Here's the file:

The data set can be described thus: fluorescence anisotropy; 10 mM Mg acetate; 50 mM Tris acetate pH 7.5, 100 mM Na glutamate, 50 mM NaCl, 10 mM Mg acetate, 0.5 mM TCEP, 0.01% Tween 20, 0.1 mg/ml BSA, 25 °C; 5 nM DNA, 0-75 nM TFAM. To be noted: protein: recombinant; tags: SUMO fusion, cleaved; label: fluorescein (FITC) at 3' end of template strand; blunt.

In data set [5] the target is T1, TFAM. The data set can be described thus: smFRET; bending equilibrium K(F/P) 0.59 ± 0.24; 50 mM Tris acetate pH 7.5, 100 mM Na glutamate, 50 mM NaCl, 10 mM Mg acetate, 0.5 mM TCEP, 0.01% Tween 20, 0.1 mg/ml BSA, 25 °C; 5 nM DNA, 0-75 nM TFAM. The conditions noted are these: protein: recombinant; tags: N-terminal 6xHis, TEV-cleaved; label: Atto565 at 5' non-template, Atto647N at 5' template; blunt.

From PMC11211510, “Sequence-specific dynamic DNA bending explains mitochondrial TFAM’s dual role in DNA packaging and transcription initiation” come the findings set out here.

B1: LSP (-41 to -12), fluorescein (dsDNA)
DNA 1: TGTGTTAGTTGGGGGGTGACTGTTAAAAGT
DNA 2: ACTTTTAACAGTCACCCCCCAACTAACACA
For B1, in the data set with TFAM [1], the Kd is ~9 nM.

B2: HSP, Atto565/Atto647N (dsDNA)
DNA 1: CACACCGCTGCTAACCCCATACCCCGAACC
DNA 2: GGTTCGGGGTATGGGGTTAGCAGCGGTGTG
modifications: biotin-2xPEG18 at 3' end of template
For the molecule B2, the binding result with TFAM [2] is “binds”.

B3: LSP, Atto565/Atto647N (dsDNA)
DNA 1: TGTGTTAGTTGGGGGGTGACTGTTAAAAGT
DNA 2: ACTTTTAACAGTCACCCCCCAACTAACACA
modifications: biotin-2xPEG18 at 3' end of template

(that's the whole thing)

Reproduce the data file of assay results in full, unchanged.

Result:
The data set can be described thus: fluorescence anisotropy; 10 mM Mg acetate; 50 mM Tris acetate pH 7.5, 100 mM Na glutamate, 50 mM NaCl, 10 mM Mg acetate, 0.5 mM TCEP, 0.01% Tween 20, 0.1 mg/ml BSA, 25 °C; 5 nM DNA, 0-75 nM TFAM. To be noted: protein: recombinant; tags: SUMO fusion, cleaved; label: fluorescein (FITC) at 3' end of template strand; blunt.

In data set [5] the target is T1, TFAM. The data set can be described thus: smFRET; bending equilibrium K(F/P) 0.59 ± 0.24; 50 mM Tris acetate pH 7.5, 100 mM Na glutamate, 50 mM NaCl, 10 mM Mg acetate, 0.5 mM TCEP, 0.01% Tween 20, 0.1 mg/ml BSA, 25 °C; 5 nM DNA, 0-75 nM TFAM. The conditions noted are these: protein: recombinant; tags: N-terminal 6xHis, TEV-cleaved; label: Atto565 at 5' non-template, Atto647N at 5' template; blunt.

From PMC11211510, “Sequence-specific dynamic DNA bending explains mitochondrial TFAM’s dual role in DNA packaging and transcription initiation” come the findings set out here.

B1: LSP (-41 to -12), fluorescein (dsDNA)
DNA 1: TGTGTTAGTTGGGGGGTGACTGTTAAAAGT
DNA 2: ACTTTTAACAGTCACCCCCCAACTAACACA
For B1, in the data set with TFAM [1], the Kd is ~9 nM.

B2: HSP, Atto565/Atto647N (dsDNA)
DNA 1: CACACCGCTGCTAACCCCATACCCCGAACC
DNA 2: GGTTCGGGGTATGGGGTTAGCAGCGGTGTG
modifications: biotin-2xPEG18 at 3' end of template
For the molecule B2, the binding result with TFAM [2] is “binds”.

B3: LSP, Atto565/Atto647N (dsDNA)
DNA 1: TGTGTTAGTTGGGGGGTGACTGTTAAAAGT
DNA 2: ACTTTTAACAGTCACCCCCCAACTAACACA
modifications: biotin-2xPEG18 at 3' end of template